I'm so sorry to hear this news! Good luck to all of you while you go through this difficult time. You'll be in my thoughts.

rlbates said...

Nothing pithy to say. Will be keeping you all in my heart and mind.

Anonymous said...

Prayers going up now for you and your wife. Stay strong.

Mary Sue said...

Thoughts are with your family as you begin this course of treatment.

jillian said...

Well, that sucks. Having been through something similar, I'd like to suggest that you ask people for frozen meals, either homemade or from somewhere like Dream Dinners. You're going to want a semblance of normality as you go through month after month of this crap, and you can't get takeout every night. And that way when people ask what they can do, you have an easy answer for something that's not too big a favor and would really help your family.

Celeste said...

Wishing you some peaceful family moments amid all you have to deal with in the months to come.

Kyla said...

Thinking of you, your wife, and your children. I hope treatment is successful and your holidays are a joyful time in spite of this heavy news.

Pamela said...

I'm sorry to hear this. My husband spent last fall and winter being treated for cancer (with a good outcome), and so I have some small idea of what you're currently going through. I'll keep your family in my thoughts.

ninaf said...

I have read your blog for many years. I am not in the medical field at all... just a computer nerd in Seattle. I am very sorry to hear the news. I can't imagine the shock after just having your fourth baby. Take care of you and your family.

Anonymous said...

I too have read for years and don't think I ever commented. I do feel for you both as the cancer diagnosis of my partner two years ago was the single most disruptive and upsetting event of my life. I will keep an eye on Caringbridge.

pdx rn said...

Your comment about "imposing on others"...

People are yearning to contribute when they hear about a friend going through something like this. Allowing them to help out with meals etc is doing them a favor. It is very frustrating to stand on the sidelines unable to help.

So you are not imposing by accepting help. You are really doing your friends a favor by making them feel less frustrated by the whole thing.

You are in a community with access to the best care. The FSM will wrap his noodley appendages around your family and keep you all safe.

Danimal said...

Yet another long-time lurker surfacing to wish you all well.

Dan said...

Wishing you the best during this difficult time.

Fordo said...

I am so sorry to hear about this. Take care of Liza and don't worry about imposing. People will want to help. My thoughts are with you.

RevMedic said...

So sad to hear this. Keep up the good fight! Having gone through breast cancer in my family, (and a mammogram myself), I can empathize with you. Best wishes to your family.

Kipper said...

I'm sorry to hear this. Best wishes to you, Liza, and your family. I will keep you in my thoughts.

Bardiac said...

I'm sorry for the bad news and keeping your family in my thoughts. Take good care.

Beryl Shaw said...

Recently I wrote another one of the cycle of poems I began after a gifted surgeon barely saved my life, from a bowel blocked with cancer. My friends, knowing I'm a published author, were asking 'Beryl, are you going to write a book about this'. I won't take you through the whole process I followed. Enough to say I now have 2 books 'Cancer - a Journey' and 'After Cancer - the Journey Continues' which people tell me help them a lot - written by someone who knows what it's like.
I've recently been interviewed for radio more than a dozen times into teh US by phone from Australia.
In March I'm presenting 2x 75 min workshops for the '12th Annual International Summit on Improving Patient Care in the Office Practice and the Community' for IHI (Institute for Healthcare Improvement)and veery glad to have the chance to help doctors understand more about the best way to communicate with their patients.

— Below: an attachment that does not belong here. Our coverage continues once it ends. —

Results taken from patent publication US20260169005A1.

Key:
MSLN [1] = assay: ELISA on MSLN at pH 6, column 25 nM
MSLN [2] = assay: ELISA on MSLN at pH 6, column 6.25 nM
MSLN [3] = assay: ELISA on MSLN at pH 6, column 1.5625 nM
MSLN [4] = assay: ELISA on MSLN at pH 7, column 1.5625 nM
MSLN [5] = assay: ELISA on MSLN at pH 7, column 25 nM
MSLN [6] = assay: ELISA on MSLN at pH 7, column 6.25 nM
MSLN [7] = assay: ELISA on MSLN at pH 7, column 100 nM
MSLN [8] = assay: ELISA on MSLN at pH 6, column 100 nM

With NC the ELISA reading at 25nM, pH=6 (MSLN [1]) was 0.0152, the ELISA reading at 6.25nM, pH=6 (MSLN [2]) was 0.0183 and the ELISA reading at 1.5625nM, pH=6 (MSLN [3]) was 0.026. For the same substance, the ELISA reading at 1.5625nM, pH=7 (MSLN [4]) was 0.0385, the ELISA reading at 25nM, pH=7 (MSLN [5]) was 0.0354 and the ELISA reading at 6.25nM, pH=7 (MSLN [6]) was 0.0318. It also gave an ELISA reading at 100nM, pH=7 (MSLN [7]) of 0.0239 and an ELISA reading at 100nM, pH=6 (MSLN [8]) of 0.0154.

I'm moved by your account of diagnosing cancer in the ER. That tells me those people were in the same position as I was; I'd been trying for 18 months for a diagnosis.
Now your wife is struck down - and you have young children. One of the bright spots in the last 9 years for me is that my 5 children are grown; I recognise that as the bonus it is. I still wanted to stay alive for them and for my 7 grandchildren. Now I get out of bed every morning because I'm helping others along this terrible journey.
I wish you the strength to take your lives moment by moment. If you identify any way I can help you and your family please let me know.
Have a look at my blog http://courageandcancer.blogspot.com
The latest entry has 6 'life poems' to help people like you and your dear wife who are having to cope with everyone around you celebrating, when you probably feel anything but---.
Blessings
berylshaw@netspace.net.au

Anonymous said...

Shadow,
Do just what needs doing, each day on it's own. It's good enough. Let your good friends carry you along.

-SCRN

Anonymous said...

"Cancer Sucks"...you got that right. My husband is a 5-year survivor of peritoneal mesothelioma and I was diagnosed and treated for Stage 1 breast cancer this year. We're not even out of our 40s! Then my sister in law was diagnosed with Stage 2b breast cancer HER2 positive and undergoing chemo at the present time. Still life is good. Keep hope and faith. Five years ago, I thought I'd be a widow and my children would grow up without their father. He's still here and still going strong. There is much to be gained along the journey. Hug your kids and each other a little more. Best wishes to you and your wife as she goes through treatment. I look forward to a future post that she has completed treatment and is cancer free.

Anonymous said...

I enjoy the humor of the blog working in the ED myself. This really puts things in perspective. I wish your whole family the best.

Anonymous said...

Oh please, ask for help. Driving, laundry, food - ask for help. When my husband was down and people would ask what can I do, I would say bring food. And they did. People really do want to help, give them an assignment, they'll be there. Get someone to set up a schedule so you're not bombarded with casseroles at the get go. This is a project, you need a project manager. Delegate. God be with you all.

kc said...

May the Lord grant Liza, you and your young children peace, hope and healing during this time of turmoil and the knowledge that you are loved.

Second Shift said...

I know from too many experiences how much cancer sucks. Sorry to hear about your wife, but sending my best wishes your way.

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Milo said...

I am saying a little prayer too.

radioactive girl said...